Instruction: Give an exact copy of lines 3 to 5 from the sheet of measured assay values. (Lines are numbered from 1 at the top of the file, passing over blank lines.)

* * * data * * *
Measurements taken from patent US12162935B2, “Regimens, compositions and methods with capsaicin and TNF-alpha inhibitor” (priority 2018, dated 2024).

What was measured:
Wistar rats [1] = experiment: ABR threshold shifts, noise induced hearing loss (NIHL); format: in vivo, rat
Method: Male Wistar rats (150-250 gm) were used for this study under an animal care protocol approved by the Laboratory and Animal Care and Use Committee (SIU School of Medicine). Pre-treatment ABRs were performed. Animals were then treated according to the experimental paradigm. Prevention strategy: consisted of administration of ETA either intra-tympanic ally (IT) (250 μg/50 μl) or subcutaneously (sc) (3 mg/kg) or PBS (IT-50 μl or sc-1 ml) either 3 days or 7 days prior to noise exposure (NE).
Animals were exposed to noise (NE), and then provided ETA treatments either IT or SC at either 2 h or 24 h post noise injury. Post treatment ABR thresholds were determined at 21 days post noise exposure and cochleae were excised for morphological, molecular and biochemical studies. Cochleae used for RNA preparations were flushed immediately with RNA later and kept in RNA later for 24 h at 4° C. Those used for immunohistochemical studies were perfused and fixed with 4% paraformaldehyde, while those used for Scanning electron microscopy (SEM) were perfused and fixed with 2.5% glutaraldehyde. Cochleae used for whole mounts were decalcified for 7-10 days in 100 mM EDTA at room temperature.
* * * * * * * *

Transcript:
Wistar rats [1] = experiment: ABR threshold shifts, noise induced hearing loss (NIHL); format: in vivo, rat
Method: Male Wistar rats (150-250 gm) were used for this study under an animal care protocol approved by the Laboratory and Animal Care and Use Committee (SIU School of Medicine). Pre-treatment ABRs were performed. Animals were then treated according to the experimental paradigm. Prevention strategy: consisted of administration of ETA either intra-tympanic ally (IT) (250 μg/50 μl) or subcutaneously (sc) (3 mg/kg) or PBS (IT-50 μl or sc-1 ml) either 3 days or 7 days prior to noise exposure (NE).
Animals were exposed to noise (NE), and then provided ETA treatments either IT or SC at either 2 h or 24 h post noise injury. Post treatment ABR thresholds were determined at 21 days post noise exposure and cochleae were excised for morphological, molecular and biochemical studies. Cochleae used for RNA preparations were flushed immediately with RNA later and kept in RNA later for 24 h at 4° C. Those used for immunohistochemical studies were perfused and fixed with 4% paraformaldehyde, while those used for Scanning electron microscopy (SEM) were perfused and fixed with 2.5% glutaraldehyde. Cochleae used for whole mounts were decalcified for 7-10 days in 100 mM EDTA at room temperature.